COLUMBUS, Ohio — Ohio’s eight resettlement agencies will take in a total of 855 displaced Afghans in the coming months.
On Wednesday, the Biden administration started notifying governors of how many Afghans each state will admit out of the first group of nearly 37,000 evacuees who made their way to the United States during the military withdrawal last month.
Across the country, California and Texas will resettle the highest number of Afghans –– 5,255 and 4,481, respectively, according to State Department data for the Afghan Placement and Assistance program obtained by The Associated Press. Eleven states are slated to take in more evacuees than Ohio. Only four states and Washington, D.C., will not participate in the federal program.
In Ohio, five cities –– Columbus, Cleveland, Akron, Cincinnati and Toledo –– will receive 345, 285, 150, 50 and 25 Afghan nationals, respectively.
“These are individuals who have been partners with United States and deserve our support in return for the support they’ve given us,” Gov. Mike DeWine said in a Thursday news release. “Thank you to the resettlement agencies and communities who have stepped forward and demonstrated they have the resources necessary to help these individuals in their time of need.”
What is humanitarian parole?
These Afghan families are in the U.S. on humanitarian parole, a little-known process that allows immigrants in exceptional circumstances to enter the country without visas. They all have to undergo rigorous security and medical screening, including getting their first dose of the COVID-19 vaccine, before heading to their assigned location. They will then have two years to regularize their immigration status.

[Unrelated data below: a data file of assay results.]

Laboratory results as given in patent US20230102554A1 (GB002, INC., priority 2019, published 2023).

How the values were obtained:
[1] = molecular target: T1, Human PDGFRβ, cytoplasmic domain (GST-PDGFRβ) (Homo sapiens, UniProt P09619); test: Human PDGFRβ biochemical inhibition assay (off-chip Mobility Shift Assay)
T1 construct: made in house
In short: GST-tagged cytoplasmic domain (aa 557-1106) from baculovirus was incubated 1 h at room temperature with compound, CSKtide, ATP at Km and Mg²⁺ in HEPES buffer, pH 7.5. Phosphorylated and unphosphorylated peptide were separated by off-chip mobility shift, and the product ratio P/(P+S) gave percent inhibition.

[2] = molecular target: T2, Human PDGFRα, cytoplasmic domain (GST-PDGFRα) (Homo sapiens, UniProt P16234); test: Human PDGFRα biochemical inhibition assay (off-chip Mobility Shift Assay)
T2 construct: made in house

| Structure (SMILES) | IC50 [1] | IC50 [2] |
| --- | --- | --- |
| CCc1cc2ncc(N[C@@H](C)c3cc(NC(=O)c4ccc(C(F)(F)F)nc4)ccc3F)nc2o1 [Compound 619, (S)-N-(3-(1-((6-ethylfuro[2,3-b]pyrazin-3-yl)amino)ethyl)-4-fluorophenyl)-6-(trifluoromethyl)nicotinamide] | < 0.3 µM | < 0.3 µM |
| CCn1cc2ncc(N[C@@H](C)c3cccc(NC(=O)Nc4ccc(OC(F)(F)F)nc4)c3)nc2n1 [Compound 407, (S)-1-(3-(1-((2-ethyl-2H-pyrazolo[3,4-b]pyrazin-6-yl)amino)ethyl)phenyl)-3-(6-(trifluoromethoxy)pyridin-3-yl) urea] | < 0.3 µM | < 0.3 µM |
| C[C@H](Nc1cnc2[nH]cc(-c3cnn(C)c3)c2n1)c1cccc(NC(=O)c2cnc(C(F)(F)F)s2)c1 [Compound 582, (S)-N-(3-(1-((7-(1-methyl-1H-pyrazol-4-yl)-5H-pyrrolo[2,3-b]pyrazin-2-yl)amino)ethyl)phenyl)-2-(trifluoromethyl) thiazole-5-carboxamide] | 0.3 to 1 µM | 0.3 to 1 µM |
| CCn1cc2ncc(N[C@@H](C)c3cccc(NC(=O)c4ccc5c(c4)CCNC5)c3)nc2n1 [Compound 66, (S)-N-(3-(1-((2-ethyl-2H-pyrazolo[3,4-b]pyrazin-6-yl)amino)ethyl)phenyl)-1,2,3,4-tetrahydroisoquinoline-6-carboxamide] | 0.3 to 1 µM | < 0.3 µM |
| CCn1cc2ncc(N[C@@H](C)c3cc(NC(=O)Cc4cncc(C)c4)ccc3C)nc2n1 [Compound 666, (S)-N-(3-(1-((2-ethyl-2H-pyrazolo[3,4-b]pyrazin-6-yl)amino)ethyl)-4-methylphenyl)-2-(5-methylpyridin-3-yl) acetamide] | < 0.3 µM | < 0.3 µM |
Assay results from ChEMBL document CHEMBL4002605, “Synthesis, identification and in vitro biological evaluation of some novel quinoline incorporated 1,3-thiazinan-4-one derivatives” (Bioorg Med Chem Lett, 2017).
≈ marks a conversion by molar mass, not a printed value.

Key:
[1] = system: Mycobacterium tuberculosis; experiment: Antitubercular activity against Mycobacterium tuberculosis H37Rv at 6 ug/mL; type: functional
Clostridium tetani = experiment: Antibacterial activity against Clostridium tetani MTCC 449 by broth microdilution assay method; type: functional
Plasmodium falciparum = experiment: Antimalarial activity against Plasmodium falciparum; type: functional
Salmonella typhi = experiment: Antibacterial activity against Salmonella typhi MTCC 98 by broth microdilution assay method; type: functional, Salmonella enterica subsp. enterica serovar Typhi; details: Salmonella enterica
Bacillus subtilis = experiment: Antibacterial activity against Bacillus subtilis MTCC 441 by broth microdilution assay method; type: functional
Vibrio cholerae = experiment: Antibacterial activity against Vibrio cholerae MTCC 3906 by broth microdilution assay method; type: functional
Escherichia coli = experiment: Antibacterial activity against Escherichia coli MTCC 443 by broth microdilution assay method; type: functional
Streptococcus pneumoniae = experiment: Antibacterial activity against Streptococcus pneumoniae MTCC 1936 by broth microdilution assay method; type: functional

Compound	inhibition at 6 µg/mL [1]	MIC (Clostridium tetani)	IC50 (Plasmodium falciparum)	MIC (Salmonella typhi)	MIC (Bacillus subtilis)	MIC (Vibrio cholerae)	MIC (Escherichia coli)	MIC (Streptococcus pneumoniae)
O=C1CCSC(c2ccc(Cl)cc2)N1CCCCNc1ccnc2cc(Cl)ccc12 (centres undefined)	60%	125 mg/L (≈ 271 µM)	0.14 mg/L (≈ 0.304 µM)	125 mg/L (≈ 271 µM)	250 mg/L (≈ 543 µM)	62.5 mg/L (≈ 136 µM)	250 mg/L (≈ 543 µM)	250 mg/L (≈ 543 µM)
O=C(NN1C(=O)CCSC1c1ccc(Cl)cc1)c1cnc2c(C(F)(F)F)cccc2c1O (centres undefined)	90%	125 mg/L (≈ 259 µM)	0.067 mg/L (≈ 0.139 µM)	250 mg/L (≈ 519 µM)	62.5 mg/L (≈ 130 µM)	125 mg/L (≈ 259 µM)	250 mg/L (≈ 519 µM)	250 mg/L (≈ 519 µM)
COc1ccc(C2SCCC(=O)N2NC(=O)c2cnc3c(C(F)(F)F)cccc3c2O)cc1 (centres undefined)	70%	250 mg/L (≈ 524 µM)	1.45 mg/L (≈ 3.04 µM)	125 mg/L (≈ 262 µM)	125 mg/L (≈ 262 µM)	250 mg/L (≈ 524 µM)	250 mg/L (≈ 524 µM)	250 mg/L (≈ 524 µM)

As with traditional refugee resettlement, local agencies will get a one-time $2,275 stipend for every parolee they relocate. $1,225 will go directly towards paying for the person's material needs, and the rest will cover the agencies' administrative expenses.
While the parolees are authorized to work, they do not qualify for the full range of resettlement services that refugees are entitled to. Parolees under 18 can participate in the Supplemental Nutrition Assistance Program (SNAP), and those under 21 and pregnant women are eligible for Medicaid. But they will not receive federally funded cash assistance typically available to refugees.
Resettlement agencies are hoping to provide additional services to parolees to meet their housing, employment and medical needs. But it remains unclear what they will be able to do, said to Angie Plummer, executive director at the Community Refugee and Immigration Services.
“We don’t know what types of programs the Afghans will be entitled to yet,” Plummer said. “That's going to take Congress to make a decision.”
Follow Yilun Cheng on Twitter: @ChengYilun
This article originally appeared on The Columbus Dispatch: Ohio set to admit 855 displaced Afghans in coming months